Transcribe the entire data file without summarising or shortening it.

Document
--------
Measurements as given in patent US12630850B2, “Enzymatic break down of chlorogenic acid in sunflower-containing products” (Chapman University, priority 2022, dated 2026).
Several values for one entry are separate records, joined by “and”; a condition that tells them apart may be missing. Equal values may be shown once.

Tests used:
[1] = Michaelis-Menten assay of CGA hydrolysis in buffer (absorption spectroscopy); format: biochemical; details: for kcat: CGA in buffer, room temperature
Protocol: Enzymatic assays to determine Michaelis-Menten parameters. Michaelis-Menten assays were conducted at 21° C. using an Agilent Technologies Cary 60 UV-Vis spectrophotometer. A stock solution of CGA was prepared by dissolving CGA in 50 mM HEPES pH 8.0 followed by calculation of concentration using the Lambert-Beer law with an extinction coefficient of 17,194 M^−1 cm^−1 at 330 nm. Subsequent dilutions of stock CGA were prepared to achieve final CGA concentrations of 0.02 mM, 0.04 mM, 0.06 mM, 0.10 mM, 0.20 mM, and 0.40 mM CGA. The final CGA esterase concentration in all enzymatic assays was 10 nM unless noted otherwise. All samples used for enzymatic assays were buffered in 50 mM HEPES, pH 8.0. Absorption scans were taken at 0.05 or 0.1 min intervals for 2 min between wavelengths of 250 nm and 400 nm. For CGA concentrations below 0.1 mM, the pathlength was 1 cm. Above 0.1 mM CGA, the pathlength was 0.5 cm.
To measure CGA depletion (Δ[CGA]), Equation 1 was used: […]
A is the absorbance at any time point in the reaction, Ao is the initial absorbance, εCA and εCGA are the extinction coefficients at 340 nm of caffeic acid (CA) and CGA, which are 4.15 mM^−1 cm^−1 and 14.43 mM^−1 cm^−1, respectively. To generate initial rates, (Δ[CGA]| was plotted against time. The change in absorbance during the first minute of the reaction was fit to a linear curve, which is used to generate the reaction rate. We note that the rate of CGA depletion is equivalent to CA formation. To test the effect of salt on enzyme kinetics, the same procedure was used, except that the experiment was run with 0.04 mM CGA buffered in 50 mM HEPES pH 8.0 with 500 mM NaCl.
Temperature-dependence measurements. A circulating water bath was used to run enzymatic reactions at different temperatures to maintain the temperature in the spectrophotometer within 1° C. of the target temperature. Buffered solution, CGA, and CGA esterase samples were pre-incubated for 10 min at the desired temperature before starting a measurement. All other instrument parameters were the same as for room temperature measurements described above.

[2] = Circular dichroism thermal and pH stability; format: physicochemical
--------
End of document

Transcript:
Measurements as given in patent US12630850B2, “Enzymatic break down of chlorogenic acid in sunflower-containing products” (Chapman University, priority 2022, dated 2026).
Several values for one entry are separate records, joined by “and”; a condition that tells them apart may be missing. Equal values may be shown once.

Tests used:
[1] = Michaelis-Menten assay of CGA hydrolysis in buffer (absorption spectroscopy); format: biochemical; details: for kcat: CGA in buffer, room temperature
Protocol: Enzymatic assays to determine Michaelis-Menten parameters. Michaelis-Menten assays were conducted at 21° C. using an Agilent Technologies Cary 60 UV-Vis spectrophotometer. A stock solution of CGA was prepared by dissolving CGA in 50 mM HEPES pH 8.0 followed by calculation of concentration using the Lambert-Beer law with an extinction coefficient of 17,194 M^−1 cm^−1 at 330 nm. Subsequent dilutions of stock CGA were prepared to achieve final CGA concentrations of 0.02 mM, 0.04 mM, 0.06 mM, 0.10 mM, 0.20 mM, and 0.40 mM CGA. The final CGA esterase concentration in all enzymatic assays was 10 nM unless noted otherwise. All samples used for enzymatic assays were buffered in 50 mM HEPES, pH 8.0. Absorption scans were taken at 0.05 or 0.1 min intervals for 2 min between wavelengths of 250 nm and 400 nm. For CGA concentrations below 0.1 mM, the pathlength was 1 cm. Above 0.1 mM CGA, the pathlength was 0.5 cm.
To measure CGA depletion (Δ[CGA]), Equation 1 was used: […]
A is the absorbance at any time point in the reaction, Ao is the initial absorbance, εCA and εCGA are the extinction coefficients at 340 nm of caffeic acid (CA) and CGA, which are 4.15 mM^−1 cm^−1 and 14.43 mM^−1 cm^−1, respectively. To generate initial rates, (Δ[CGA]| was plotted against time. The change in absorbance during the first minute of the reaction was fit to a linear curve, which is used to generate the reaction rate. We note that the rate of CGA depletion is equivalent to CA formation. To test the effect of salt on enzyme kinetics, the same procedure was used, except that the experiment was run with 0.04 mM CGA buffered in 50 mM HEPES pH 8.0 with 500 mM NaCl.
Temperature-dependence measurements. A circulating water bath was used to run enzymatic reactions at different temperatures to maintain the temperature in the spectrophotometer within 1° C. of the target temperature. Buffered solution, CGA, and CGA esterase samples were pre-incubated for 10 min at the desired temperature before starting a measurement. All other instrument parameters were the same as for room temperature measurements described above.

[2] = Circular dichroism thermal and pH stability; format: physicochemical